Now officially known as the Musee Marmottan-Claude Monet, this unique gallery focuses on the works of the great French Impressionist painter Claude Monet. The priceless collection of dozens of Monet paintings includes his series on water lilies, studies of his house at Giverny, a beautiful painting of Ruen Cathedral, and such masterpieces as LaBarque, Willow, House of Parliament, and Impression: Sunrise, which gave the Impressionist school of art its name. Visitors can also see Pierre Auguste Renoir’s portrait of a 32 year old Monet.
The establishment itself has a fascinating story. It was virtually unknown outside a small circle of art lovers until 1966, when Claude Monet’s son Michel was killed in a car accident. He left his father’s bequest of ten million dollars worth of art to the museum. This included Monet’s own collection of works by such artists as Camille Pissaro and Alfred Sisley. Now the museum, which was created in the 19th century mansion of art historian Paul Marmottan, also has works by Degas and Manet, as well as Renaissance tapestries, crystal chandeliers, and a treasure house of miniatures, water colors, pastels and drawings.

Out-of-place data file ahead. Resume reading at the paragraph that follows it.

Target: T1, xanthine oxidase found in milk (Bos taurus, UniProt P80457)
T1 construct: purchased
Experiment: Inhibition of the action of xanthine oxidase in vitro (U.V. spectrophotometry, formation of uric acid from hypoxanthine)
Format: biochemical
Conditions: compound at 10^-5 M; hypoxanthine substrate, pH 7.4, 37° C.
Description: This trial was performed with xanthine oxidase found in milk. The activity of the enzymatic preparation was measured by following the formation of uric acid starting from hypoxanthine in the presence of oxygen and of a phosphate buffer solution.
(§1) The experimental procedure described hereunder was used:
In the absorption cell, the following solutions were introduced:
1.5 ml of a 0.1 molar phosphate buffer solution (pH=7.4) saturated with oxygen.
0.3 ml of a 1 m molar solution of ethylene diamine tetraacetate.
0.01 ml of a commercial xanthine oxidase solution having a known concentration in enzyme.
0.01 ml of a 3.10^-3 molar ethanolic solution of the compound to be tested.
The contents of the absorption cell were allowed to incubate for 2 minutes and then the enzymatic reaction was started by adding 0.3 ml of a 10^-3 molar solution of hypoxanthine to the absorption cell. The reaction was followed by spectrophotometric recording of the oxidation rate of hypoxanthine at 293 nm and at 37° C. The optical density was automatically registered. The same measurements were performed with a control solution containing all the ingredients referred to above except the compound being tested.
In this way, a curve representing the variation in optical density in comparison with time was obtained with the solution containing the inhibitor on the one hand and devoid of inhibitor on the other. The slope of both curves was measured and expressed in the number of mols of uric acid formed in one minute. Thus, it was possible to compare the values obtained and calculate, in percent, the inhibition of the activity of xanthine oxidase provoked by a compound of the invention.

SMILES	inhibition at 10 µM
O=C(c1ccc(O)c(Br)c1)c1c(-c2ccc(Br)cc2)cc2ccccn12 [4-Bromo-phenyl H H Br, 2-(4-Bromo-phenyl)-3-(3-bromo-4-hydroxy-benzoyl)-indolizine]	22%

Address: 2 Rue Louis Boilly, 75016 Paris, France
Open hours: 10:00 am - 6:00 pm; Thursday until 9:00 pm
Phone: +33 1 44 96 50 33
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